Metoprolol Information - Side Effects, Drug Interactions, Conditions
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Metoprolol

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Most Commonly Used
Drug Image file DrugItem_11249.JPG
Metoprolol Succ 100mg ER Tab
Par Pharmaceutical Inc
Pill Identification: m 100 
Drug Image file DrugItem_9909.JPG
Metoprolol Succ 25mg ER Tab
Par Pharmaceutical Inc
Pill Identification: m B 
Drug Image file DrugItem_9861.JPG
Metoprolol Succ 200mg ER Tab
Par Pharmaceutical Inc
Pill Identification: m 200 
Drug Image file DrugItem_11191.JPG
Metoprolol Succ 50mg ER Tab
Par Pharmaceutical Inc
Pill Identification: m 50 
Drug Image file DrugItem_13633.JPG
Metoprolol Succ 100mg ER Tab
Watson Pharmaceuticals
Pill Identification: LOGO 832 
Overview Information on Metoprolol
Pharmacist Tip
If you forget to take your medicine, take it as soon as you remember, unless it's close to the time you take your next dose. In that case, skip the missed dose and resume your regular schedule.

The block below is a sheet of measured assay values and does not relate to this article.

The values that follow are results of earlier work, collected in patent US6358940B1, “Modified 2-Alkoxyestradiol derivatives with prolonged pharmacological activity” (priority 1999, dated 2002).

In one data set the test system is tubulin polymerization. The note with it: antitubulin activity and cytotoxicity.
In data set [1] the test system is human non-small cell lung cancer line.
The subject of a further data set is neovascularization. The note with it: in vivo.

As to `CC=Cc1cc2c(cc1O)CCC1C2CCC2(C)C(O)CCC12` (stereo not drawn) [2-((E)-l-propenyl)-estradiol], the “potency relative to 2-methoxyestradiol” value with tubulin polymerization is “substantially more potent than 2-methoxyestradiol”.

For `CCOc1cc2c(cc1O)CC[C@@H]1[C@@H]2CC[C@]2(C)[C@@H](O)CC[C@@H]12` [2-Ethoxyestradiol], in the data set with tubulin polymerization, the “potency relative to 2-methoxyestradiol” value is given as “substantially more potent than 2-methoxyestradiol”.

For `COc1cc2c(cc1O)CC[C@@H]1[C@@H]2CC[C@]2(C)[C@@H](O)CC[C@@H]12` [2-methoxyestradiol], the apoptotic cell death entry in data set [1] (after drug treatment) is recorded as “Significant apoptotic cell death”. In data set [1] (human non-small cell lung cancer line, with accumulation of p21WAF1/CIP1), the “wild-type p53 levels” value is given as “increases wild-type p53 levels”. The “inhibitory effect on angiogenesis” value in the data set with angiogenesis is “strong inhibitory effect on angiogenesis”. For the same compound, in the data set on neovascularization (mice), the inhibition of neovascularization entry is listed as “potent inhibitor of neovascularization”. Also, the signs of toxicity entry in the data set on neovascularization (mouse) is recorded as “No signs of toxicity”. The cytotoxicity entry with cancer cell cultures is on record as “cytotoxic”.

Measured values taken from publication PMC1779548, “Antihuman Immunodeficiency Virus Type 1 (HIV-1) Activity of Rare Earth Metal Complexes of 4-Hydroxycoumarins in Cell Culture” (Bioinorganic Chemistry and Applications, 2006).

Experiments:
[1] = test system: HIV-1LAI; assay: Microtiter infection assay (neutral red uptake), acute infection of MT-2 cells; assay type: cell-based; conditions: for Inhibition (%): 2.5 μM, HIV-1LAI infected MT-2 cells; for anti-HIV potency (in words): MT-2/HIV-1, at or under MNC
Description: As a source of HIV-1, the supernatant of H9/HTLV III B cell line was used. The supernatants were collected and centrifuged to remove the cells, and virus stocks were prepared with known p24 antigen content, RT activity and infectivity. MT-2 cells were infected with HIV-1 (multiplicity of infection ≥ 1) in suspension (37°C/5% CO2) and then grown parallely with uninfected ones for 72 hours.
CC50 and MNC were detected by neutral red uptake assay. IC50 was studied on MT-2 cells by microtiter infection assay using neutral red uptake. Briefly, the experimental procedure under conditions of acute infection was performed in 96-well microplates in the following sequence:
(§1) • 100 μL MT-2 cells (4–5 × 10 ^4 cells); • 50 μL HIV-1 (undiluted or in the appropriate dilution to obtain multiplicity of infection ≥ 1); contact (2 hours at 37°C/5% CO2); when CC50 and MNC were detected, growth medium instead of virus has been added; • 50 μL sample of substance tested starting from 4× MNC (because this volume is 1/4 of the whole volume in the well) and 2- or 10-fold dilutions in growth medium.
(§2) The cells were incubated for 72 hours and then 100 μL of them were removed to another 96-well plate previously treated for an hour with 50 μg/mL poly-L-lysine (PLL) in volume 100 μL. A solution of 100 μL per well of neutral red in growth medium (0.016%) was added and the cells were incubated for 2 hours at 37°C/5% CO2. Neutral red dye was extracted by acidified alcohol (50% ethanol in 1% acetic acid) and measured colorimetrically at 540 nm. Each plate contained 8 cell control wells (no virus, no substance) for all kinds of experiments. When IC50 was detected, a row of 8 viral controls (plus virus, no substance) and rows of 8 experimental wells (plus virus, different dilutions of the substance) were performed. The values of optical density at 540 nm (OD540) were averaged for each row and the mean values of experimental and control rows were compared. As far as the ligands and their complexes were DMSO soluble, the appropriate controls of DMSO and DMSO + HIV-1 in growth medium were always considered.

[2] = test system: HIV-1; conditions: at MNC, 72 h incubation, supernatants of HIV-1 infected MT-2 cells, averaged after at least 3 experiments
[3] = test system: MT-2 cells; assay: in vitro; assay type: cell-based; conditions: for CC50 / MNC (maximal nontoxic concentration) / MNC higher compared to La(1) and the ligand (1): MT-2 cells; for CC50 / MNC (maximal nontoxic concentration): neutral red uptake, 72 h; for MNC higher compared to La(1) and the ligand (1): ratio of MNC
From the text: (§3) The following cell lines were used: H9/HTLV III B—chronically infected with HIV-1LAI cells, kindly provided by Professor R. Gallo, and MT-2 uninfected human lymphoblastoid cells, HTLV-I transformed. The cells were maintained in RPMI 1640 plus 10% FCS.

Metoprolol is a kind of medicine called a beta-blocker. Your doctor might prescribe metoprolol along with other medicines to treat hypertension, which is also called high blood pressure. Your doctor may have given you metoprolol to treat chest pain (angina), to reduce the number of chest pain attacks, and to help you be able to tolerate exercise without angina. Metoprolol is also given to patients to treat heart failure.

The exact way in which medicines such as metoprolol work to lower blood pressure and to help to improve heart failure is not completely understood. However, it is known that metoprolol reduces the workload on your heart and helps it to beat more regularly. Metoprolol can improve your condition, but it will not cure the underlying disease.

Your doctor will want to monitor your condition after your start taking metoprolol to see if you will need a change in your dosage. Your doctor may start you on a lower dose of metoprolol and then increase your metoprolol slowly. Your doctor will probably tell you to take metoprolol right after a meal. Swallow metoprolol whole. Do not crush or chew the tablets. Metoprolol comes as the brand names Lopressor® and Toprol-XL®.

Keep in mind that it may take a few weeks before metoprolol begins to fully take effect. Don't stop taking metoprolol without telling your doctor. If your doctor decides to have you stop taking metoprolol, your doctor will want to take you off slowly. Stopping metoprolol abruptly may cause you to have a heart attack or experience chest pain.